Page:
Existing prior access arrangements

  • Symbol Digit Modality Test (SDMT) – Visual processing;
  • Rapid Naming subtest of Comprehensive Test of Phonological Processing 2II (CTOPP2II) – Cognitive processing;
  • Detailed Assessment of Speed of Handwriting (DASH) (10 minute free-writing assessment, usually followed up with a typing test of similar length).

Further assessments

  • Wechsler Individual Achievement TestIII (WIATIII) – tests of attainment.
  • Test of Memory and Learning2 (TOMAL2) – assessment for memory.
  • Attention-Deficit/Hyperactivity Disorder Test2 (ADHDT2) for attention deficit and impulsivity.

5.5 Access arrangements for exams
Ashbourne facilitates a number of different access arrangements for examinations for SEND students, which include:

  • Extra time
  • Word processing
  • Prompters
  • Rest breaks
  • Special seating arrangement within the exam hall

Ashbourne’s criteria for extra time are in line with the JCQ guidelines and are subject to regular review by the Access Arrangements Team.

Ashbourne does not have the resources to offer separate invigilation for any examinations nor does the College have provision to offer scribes. Those students who have previously required a reader will be issued with a specialised reader pen and headphones to allow them to complete their examination in the same room as other candidates.

(Back to menu)

6. ‘Reasonable adjustment’ under the Equality Act 2010
Ashbourne will endeavour to make any ‘reasonable adjustment’ for the provision of education to any SEND students accepted at the College to enable them to perform at their academic potential within the learning environment. In accordance with guidance from the Equality and Human Rights Commission relating to ‘reasonable adjustment’, the College considers the following factors when assessing provision:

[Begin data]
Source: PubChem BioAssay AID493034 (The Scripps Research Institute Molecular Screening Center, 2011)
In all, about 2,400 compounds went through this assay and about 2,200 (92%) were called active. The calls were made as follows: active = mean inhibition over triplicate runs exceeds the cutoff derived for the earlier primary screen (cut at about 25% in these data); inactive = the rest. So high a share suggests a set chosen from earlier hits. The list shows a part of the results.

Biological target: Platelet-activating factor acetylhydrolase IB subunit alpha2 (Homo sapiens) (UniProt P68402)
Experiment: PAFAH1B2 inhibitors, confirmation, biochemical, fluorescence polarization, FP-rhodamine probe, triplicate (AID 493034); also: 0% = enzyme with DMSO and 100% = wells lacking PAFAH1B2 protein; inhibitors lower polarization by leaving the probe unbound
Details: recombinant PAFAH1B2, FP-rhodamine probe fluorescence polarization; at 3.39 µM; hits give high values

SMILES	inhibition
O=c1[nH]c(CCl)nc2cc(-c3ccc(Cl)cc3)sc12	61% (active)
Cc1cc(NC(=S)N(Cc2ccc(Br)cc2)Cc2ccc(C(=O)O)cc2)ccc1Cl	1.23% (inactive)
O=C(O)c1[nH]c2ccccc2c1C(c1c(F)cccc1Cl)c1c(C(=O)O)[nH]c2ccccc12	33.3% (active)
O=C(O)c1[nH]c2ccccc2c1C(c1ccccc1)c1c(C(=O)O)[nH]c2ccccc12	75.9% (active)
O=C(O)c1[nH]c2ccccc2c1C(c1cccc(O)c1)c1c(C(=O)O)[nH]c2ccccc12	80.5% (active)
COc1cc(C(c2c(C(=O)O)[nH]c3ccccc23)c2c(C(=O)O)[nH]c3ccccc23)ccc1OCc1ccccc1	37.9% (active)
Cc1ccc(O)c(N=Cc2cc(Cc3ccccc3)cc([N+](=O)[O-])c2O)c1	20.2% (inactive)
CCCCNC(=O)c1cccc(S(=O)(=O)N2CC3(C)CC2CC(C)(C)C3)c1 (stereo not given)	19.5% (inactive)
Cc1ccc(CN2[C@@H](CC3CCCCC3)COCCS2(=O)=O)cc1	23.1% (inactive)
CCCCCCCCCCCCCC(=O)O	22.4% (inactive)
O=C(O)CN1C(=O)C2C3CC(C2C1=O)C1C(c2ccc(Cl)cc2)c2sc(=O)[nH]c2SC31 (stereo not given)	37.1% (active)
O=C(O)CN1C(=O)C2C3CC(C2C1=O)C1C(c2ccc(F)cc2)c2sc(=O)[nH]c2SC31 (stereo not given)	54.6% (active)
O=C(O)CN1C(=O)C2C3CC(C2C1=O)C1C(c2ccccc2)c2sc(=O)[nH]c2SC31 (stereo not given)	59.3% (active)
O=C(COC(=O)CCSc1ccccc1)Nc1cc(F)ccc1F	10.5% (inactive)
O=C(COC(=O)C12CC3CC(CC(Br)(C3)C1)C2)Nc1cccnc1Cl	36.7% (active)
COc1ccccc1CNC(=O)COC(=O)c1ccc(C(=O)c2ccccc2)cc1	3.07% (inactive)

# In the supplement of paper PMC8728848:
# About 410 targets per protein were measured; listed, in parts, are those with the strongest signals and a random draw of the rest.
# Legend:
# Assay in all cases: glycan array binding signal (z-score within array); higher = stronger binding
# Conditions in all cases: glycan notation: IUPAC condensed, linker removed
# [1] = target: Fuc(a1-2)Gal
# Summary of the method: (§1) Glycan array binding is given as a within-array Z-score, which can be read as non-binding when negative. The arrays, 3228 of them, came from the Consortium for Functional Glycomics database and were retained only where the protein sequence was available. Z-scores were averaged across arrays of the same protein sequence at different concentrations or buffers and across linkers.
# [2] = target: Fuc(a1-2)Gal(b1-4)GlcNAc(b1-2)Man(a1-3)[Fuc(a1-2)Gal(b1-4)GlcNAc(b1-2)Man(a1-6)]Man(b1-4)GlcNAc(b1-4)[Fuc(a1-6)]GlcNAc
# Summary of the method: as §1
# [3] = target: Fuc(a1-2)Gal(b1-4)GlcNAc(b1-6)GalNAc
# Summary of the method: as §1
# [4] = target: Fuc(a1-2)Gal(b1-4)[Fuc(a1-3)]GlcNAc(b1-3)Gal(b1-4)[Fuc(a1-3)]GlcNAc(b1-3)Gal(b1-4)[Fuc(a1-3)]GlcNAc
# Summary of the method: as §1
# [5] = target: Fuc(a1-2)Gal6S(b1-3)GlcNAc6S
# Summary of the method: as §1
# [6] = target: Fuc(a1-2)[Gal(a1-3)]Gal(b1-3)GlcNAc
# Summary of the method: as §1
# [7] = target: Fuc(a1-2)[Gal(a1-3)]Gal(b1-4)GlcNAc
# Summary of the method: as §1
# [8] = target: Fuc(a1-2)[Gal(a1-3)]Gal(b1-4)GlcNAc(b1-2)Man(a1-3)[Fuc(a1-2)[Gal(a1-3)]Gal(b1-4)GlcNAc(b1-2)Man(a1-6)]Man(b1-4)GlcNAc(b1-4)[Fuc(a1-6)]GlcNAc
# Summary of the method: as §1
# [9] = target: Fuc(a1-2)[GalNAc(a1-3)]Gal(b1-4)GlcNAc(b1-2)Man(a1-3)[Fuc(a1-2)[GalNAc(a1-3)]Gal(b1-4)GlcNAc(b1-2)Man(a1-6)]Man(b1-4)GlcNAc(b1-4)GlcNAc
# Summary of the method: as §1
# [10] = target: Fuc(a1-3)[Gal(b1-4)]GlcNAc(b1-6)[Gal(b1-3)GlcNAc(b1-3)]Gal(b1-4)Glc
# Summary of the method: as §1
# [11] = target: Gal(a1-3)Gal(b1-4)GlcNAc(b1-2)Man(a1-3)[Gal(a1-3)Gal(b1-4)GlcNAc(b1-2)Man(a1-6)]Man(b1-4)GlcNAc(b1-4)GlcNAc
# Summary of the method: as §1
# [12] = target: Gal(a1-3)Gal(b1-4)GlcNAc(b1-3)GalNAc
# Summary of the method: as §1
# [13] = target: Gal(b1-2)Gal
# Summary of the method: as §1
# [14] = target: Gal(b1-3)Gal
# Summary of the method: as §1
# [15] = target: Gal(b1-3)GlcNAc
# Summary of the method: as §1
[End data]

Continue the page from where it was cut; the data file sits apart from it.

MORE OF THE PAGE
• The extent to which special educational provision complies with Part 3 of the Children and Families Act 2014.
  • The resources of the College and the availability of financial or other assistance.
  • The financial and other costs of making any relevant adjustments.
  • The extent to which taking any particular step would be effective in overcoming the substantial disadvantage experienced by the student.
  • The practicability of any adjustments.
  • The effect of SEND on the individual.
  • Health and safety requirements.
  • The need to maintain academic, musical, sporting and other standards.
  • The interests of other students and prospective students.

(Back to menu)

Authorised by The Principal
Date September 2023
Effective date of the policy September 2023
Circulation Teaching staff / all staff / parents / students on request
Review date September 2024

Appendix A: Access Arrangements Team – staff members

Role Staff member
SENDCo Lee Kirby
SEND Advisor and Assessor Simone Shaw
Designated Safeguarding Lead Fran Burns


Appendix B: Codes for Access Arrangements

Ashbourne uses internally-set Access Arrangement abbreviation codes that can be easily viewed within the College’s secure system, e.g. in Attendance Registers.

25ET – 25% Extra Time
50ET – 50% Extra Time
BDI – Bilingual Dictionary: Italian
BDP – Bilingual Dictionary: Persian
CD – Clock on Desk
EC – Enlarged Calculator
EP – Enlarged Papers
LT – Laptop
HP – Headphones (noise-cancelling)
PS – Padded Seat
PT – Prompter
SB – Scribe
SRB – Supervised Rest Breaks
SSABM – Special Seating Arrangement: Back and Middle
SSABS – Special Seating Arrangement: Back and Side
SSAFM – Special Seating Arrangement: Front and Middle
SSAFS – Special Seating Arrangement: Front and Side
SSASR – Special Seating Arrangement: Separate Room
TL – Towel

(Back to menu)

Menu ☰